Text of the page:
I think there are a number of interesting aspects to this approach. The first is that the old dogma of saying that all these infants need to be intubated to prevent intestinal distension is incorrect. Secondly, the use of CPAP as long as there was gastric suction did not impact these infants to any signicant degree. The survival of this group regardless of tolerance or failure of the SBA was 100% and only one patient needed iNO therapy with an LHR of 57%. Of course the numbers here are small so I am not suggesting for a moment that this clearly is the way to go. It does provide strong support though for a prospective trial that I understand is in the works. In the meantime what do we do with the babies that are to come? For the most part I think units need to decide as a group what approach they are willing to take with these low risk patients. It will cause great confusion for staff if one week a baby is put on CPAP and the next with a similar risk profile a baby is urgently intubated. Lastly let me say that I love that something I was taught 25 years ago to ALWAYS do is now being questioned. What’s next?
Who doesn’t love a good match up?! Supporting neonates in need of resuscitation after delivery has been the subject of many studies over the years. The movement has certainly been to non-invasive support with CPAP or NIPPV but some babies need some degree of support with PPV after delivery when they simply won’t breathe. Prior to intubation the rise of the t-piece resuscitator has meant that practitioners can set a PIP and PEEP and with only a finger press to deliver a tidal volume at set pressure and with the finger released provide CPAP through the same device. The only problem potentially with use of these devices is the imposed work of breathing (iWOB) which has been measured in other studies. Any device I have used has provided ventilation through a mask so imagine my surprise to come across a new device called rPAP using prongs from the original infant flow design. From the manufacturers website the company claims that their design used with either a mask or nasal prongs reduces iWOB by 92% compared to other comparable machines! Imagine my greater surprise to see a head to head RCT comparing this new device to standard t-piece resuscitators with a mask.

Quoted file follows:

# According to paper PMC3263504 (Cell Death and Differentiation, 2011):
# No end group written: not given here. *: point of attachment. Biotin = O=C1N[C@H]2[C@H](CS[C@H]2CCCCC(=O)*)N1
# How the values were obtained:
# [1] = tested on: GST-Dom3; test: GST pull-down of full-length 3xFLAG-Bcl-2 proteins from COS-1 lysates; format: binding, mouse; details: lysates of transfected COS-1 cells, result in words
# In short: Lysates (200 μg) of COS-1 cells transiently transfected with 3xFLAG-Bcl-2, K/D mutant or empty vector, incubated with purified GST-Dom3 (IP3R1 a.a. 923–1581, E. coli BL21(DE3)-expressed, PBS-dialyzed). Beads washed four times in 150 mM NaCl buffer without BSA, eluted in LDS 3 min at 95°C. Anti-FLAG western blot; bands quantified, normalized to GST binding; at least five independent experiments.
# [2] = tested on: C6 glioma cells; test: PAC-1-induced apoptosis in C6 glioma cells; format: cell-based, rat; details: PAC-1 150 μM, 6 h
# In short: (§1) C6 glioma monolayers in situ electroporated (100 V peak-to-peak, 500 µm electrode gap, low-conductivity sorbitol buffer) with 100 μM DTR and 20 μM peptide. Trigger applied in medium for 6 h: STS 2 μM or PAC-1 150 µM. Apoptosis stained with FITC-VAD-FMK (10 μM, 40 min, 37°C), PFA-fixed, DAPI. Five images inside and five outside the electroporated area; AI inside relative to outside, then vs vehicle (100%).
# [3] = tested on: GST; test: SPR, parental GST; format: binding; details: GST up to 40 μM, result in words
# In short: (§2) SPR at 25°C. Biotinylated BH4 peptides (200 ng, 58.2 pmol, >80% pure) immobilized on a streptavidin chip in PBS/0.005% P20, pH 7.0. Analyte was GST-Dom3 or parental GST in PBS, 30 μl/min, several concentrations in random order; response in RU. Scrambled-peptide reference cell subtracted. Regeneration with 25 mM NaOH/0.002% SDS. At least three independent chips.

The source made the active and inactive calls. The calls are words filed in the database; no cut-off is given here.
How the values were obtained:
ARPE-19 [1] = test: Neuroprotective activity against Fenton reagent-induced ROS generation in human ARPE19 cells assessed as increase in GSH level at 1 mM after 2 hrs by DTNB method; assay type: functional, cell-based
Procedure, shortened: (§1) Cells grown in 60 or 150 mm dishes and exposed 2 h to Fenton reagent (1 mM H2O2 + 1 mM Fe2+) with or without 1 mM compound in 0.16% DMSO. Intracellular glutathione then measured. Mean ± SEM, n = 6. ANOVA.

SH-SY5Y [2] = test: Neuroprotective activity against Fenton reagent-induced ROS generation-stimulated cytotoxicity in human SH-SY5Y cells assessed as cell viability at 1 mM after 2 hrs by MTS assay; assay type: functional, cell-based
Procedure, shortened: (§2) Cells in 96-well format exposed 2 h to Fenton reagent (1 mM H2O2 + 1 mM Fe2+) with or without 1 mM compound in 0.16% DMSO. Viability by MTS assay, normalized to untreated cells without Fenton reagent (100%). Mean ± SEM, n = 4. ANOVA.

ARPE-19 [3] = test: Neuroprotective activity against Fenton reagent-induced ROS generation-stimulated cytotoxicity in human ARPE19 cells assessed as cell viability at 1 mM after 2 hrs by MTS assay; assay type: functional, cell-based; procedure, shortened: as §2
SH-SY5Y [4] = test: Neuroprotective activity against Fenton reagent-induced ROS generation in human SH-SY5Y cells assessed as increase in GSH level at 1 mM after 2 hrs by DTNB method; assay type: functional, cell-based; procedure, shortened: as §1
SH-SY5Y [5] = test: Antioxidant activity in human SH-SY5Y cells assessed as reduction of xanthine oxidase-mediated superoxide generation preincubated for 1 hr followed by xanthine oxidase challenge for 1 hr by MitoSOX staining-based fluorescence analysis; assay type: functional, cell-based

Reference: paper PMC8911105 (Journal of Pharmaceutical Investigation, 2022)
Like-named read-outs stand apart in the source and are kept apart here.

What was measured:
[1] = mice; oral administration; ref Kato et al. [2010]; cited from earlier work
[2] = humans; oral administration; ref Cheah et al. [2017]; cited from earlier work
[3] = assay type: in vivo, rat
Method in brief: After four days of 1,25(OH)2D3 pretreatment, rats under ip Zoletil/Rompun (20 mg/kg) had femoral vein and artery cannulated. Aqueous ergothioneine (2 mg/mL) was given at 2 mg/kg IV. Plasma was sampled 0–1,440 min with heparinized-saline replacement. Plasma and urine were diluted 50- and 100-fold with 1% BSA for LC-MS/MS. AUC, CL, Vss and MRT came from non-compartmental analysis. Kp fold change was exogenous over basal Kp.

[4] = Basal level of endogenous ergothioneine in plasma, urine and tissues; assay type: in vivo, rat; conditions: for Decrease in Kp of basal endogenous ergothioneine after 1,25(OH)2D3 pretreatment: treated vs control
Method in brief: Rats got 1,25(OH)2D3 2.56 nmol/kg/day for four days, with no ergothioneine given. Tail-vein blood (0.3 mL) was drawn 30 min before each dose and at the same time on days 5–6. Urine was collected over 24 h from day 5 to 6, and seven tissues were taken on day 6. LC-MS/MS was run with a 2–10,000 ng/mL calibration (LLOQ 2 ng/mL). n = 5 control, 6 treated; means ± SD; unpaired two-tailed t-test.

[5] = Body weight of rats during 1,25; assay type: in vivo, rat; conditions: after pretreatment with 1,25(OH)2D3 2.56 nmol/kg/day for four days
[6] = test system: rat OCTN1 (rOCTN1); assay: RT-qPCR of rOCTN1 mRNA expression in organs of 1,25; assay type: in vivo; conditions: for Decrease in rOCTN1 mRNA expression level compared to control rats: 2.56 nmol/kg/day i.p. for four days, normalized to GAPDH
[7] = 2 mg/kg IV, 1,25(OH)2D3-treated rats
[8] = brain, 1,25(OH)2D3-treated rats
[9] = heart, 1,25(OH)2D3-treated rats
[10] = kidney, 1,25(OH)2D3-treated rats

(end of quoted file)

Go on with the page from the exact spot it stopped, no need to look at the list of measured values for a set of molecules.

The intervention was completed with one of three outcomes were met.
Stable and breathing on method of support after a minimum of 10 minutes of support.
At 30 minutes when respiratory support could continue as decided by the clinician without crossover allowed.
Looking at the appendices for the trial it appears that one could use either device to administer PPV or CPAP but the point of the trial was that the devices would be used to support the infants until one of the three above criteria were met. If the claims about reduced iWOB were true compared to other devices in use then one might expect to see a difference in the primary outcome of incidence of intubation or death within 30 minutes of birth.
In total there were 250 infants recruited with 127 assigned to the rPAP and the other 123 to t-piece resuscitation. The mean GA in the trial was 24.8 weeks and the baseline characteristics between groups were similar although the group randomized to the rPAP has more c-sections and more general anesthetic exposure compared to the t-piece group. Lastly, humidification of gases during resuscitation was similar between the two groups.
How Did They Compare?